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Turbo Trainers - the good the bad and the ugly....

fearbyfearby Posts: 245
Need to get one of these to keep me fit in the winter. :D

Bikeradar have this featured today but their review is disappointing and gives only a brief guide. Are there any turbo trainer experts who can advise what would be a good buy and what to avoid.

Needs to be effective and well built.
Noise not an issue as I will be using it outdoors.
Ideally upgradeable - some Tacx models can be upgraded to the i-magic so can use VR - anyone have experience of this or is it an expensive gadget only

Posts

  • I have a tacx flow (which gives power output... although i've found it's not really that accurate conpared to other power measuring devices). I've been pleased with the trainer and it is upgradeable to the i-magic for an extra £170 or so. I guess this would add an extra element to training (depends if you need this for motivation). Personally, when I'm doing long steady sessions on the turbo (when weather is bad) I use a portable DVD player and watch a film. You can even buy spinervals etc training DVDs. For the shorter / harder sessions when tuning up for racing I just listen to music....... wouldn't be able to concentrate on a film at that intensity :? . I'd say go for the flow and if you do find you need that something extra / interactive then you can always upgrade or buy a portable DVD player.
  • fearbyfearby Posts: 245
    Any more reports - any other brands apart from Tacx or are they the best?
  • Don't buy a simple cheap one (I bough the entry Riva model) without much resistance. I spin out on a 50x12 and its just simply not hard enough when u want a hard workout. I certainly cant do intervals on it.
  • pedylanpedylan Posts: 775
    Another vote for the Tacx flow. The variable resistance is easily adjusted electronically, the display gives power, speed and cadence readouts and you can use these to chart your progress over the weeks and months of the dark mid winter.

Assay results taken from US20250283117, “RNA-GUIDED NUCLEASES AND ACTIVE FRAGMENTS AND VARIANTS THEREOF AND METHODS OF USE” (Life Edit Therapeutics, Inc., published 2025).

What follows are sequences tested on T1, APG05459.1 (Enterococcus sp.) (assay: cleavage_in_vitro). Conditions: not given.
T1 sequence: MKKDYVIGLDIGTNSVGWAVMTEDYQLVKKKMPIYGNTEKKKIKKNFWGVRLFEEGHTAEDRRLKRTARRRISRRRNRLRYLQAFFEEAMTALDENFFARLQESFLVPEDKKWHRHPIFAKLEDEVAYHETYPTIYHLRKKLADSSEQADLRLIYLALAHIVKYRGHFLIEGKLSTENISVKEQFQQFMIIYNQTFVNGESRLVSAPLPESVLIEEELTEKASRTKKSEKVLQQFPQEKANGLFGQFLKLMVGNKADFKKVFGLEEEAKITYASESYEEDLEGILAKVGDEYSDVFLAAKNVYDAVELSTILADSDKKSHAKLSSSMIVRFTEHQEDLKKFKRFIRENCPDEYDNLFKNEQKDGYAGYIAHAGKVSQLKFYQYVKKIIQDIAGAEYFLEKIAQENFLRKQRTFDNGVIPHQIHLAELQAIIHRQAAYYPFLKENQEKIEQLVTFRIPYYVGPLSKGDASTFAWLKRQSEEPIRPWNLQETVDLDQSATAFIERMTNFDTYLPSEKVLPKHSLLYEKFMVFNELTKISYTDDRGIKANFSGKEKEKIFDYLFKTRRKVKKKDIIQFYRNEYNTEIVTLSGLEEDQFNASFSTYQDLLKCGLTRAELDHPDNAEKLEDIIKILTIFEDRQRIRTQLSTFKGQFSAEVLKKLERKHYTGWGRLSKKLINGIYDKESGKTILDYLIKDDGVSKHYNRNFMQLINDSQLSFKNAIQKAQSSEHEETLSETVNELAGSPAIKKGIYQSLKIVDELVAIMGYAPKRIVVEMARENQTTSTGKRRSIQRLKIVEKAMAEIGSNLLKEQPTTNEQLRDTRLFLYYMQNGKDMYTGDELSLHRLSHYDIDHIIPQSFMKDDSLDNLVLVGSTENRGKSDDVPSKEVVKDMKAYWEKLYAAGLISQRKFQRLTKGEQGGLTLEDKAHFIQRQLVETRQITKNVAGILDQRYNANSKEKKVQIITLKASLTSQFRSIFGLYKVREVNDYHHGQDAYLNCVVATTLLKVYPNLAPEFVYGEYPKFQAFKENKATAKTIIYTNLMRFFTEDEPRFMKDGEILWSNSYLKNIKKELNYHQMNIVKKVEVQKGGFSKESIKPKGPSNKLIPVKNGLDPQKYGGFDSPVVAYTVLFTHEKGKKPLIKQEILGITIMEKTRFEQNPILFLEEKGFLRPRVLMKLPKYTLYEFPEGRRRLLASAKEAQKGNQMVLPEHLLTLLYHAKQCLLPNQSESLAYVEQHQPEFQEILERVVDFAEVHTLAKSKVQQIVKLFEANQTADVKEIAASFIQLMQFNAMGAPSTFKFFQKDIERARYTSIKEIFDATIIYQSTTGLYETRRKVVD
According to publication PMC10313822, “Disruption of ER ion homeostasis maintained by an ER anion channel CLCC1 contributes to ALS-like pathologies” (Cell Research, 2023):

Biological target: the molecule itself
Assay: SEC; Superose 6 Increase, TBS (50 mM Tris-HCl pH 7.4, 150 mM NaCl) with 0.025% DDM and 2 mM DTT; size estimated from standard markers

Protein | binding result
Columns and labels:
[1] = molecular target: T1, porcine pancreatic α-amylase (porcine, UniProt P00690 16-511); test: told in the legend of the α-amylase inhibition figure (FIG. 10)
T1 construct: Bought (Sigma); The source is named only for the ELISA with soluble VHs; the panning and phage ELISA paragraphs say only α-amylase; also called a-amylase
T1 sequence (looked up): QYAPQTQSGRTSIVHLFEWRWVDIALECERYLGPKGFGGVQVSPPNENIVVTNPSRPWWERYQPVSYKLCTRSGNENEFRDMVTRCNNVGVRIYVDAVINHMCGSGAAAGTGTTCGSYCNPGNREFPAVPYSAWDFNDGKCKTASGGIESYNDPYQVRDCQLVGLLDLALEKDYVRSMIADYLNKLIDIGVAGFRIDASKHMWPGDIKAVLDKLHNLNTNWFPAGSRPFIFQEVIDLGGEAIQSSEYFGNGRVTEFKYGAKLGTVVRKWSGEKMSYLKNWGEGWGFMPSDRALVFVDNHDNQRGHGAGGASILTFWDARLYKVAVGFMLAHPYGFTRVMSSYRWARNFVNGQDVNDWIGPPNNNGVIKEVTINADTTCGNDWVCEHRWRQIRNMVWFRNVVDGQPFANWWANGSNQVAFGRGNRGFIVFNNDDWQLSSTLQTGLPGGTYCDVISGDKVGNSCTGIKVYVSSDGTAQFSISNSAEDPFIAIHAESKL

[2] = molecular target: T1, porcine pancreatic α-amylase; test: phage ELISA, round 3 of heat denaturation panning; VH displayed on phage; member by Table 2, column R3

I am thinking of upgrading to I magic for more entertainment and to simulate (not replicate!) the classic routes.

    Last winter a DVD or a bit of telly was sufficient to keep me entertained. It's reasonably quiet kit.

    I seem to remember Ribble have cheapest offer but i wasn't inclined to use them and bought a display model from LBS.
    Where the neon madmen climb
  • I have a Flow and can't complain. It has worked well for the last year and I have done some very painful interval seshs and also some easy recovery work when its too dark to go outside. There are numerous threads on here about the accuracy of the power reading but I don't think that is a major issue. I am assuming it is consistently wrong though and I can gauge my improvement through by keeping tabs on the power outputs I achieve, all other things being equal (tyre pressure and calibration setting).

    Can keep motivated by ipod or like another poster said DVDs for easier sessions where concentration and focus aren't so critical. Sopranos and Peep Show are my curent favourites BTW.
  • Kurt Kinetic Road Machine

    Computrainer

    Both very solid and reliable by all accounts.
  • CajunCajun Posts: 1,048
    I would recommend rollers for indoor training....they will definitely improve your spin (rounding out any squarish stroking....almost guaranteeing you an added average of 5-12rpm to your everyday cycling) and balance....no matter how good you think your balance is now; one month on the rollers will amaze you when you get on the road :P

    Stationary trainers also can/will affect your frame at the dropouts, especially if you get too crazy 'sprinting'...so don't attach your favorite frame...

    http://www.cptips.com/stacyc.htm
    Cajun
  • BronzieBronzie Posts: 4,927
    Cajun wrote:
    I would recommend rollers for indoor training....
    Whilst I agree they do improve your pedalling and balance, unless you have some way of adding resistance to the rollers (there are some around for £200 or so with variable resistance) I don't think you can do hard intervals on rollers - you just simply spin out on them.
  • Cajun wrote:
    I would recommend rollers for indoor training....they will definitely improve your spin (rounding out any squarish stroking....almost guaranteeing you an added average of 5-12rpm to your everyday cycling) and balance....no matter how good you think your balance is now; one month on the rollers will amaze you when you get on the road :P

    Stationary trainers also can/will affect your frame at the dropouts, especially if you get too crazy 'sprinting'...so don't attach your favorite frame...

    http://www.cptips.com/stacyc.htm

    how? Loading at the axle is surely no different from sprinting or climbing out of the saddle
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